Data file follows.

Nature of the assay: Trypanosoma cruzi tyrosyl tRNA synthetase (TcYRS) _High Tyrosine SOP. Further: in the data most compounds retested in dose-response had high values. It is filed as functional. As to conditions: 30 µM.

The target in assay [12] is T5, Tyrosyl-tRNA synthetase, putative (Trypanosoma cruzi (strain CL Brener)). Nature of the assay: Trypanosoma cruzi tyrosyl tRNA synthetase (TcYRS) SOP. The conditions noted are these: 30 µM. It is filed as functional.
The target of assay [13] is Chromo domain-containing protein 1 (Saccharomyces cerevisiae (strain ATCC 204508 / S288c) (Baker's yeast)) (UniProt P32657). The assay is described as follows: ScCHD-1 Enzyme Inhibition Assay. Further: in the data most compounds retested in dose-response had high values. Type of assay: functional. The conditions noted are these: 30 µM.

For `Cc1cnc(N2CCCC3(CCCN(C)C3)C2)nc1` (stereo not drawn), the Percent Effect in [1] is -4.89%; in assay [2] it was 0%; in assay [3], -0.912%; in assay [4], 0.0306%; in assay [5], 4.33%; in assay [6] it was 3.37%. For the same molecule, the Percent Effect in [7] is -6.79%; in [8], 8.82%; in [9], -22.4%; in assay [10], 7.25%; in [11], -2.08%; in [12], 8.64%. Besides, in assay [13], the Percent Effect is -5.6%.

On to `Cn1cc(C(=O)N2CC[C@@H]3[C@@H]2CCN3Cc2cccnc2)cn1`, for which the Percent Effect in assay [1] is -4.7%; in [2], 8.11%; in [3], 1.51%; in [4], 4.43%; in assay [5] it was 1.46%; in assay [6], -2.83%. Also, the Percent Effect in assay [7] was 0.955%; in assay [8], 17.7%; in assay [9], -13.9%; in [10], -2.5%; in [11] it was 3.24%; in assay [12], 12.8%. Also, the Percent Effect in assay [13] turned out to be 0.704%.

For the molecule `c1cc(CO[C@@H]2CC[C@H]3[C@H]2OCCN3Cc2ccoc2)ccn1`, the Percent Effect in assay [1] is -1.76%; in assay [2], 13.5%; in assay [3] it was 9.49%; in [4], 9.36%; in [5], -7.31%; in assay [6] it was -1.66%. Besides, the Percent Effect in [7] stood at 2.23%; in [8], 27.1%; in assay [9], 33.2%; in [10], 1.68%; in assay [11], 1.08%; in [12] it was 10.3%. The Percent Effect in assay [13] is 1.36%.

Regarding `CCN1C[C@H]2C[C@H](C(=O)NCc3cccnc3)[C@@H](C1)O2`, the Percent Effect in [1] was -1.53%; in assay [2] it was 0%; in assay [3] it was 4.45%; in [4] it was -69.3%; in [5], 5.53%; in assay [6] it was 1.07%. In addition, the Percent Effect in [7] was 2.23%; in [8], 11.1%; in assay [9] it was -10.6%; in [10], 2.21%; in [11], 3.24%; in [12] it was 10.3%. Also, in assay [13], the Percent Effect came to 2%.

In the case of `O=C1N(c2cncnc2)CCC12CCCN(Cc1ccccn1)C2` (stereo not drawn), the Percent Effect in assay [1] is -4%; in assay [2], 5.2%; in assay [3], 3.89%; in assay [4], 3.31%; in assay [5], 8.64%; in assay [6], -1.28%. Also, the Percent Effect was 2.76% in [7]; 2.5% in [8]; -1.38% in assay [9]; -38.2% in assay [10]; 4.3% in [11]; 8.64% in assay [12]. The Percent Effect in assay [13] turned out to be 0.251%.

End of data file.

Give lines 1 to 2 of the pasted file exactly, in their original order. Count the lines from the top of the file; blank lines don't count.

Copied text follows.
Nature of the assay: Trypanosoma cruzi tyrosyl tRNA synthetase (TcYRS) _High Tyrosine SOP. Further: in the data most compounds retested in dose-response had high values. It is filed as functional. As to conditions: 30 µM.

The target in assay [12] is T5, Tyrosyl-tRNA synthetase, putative (Trypanosoma cruzi (strain CL Brener)). Nature of the assay: Trypanosoma cruzi tyrosyl tRNA synthetase (TcYRS) SOP. The conditions noted are these: 30 µM. It is filed as functional.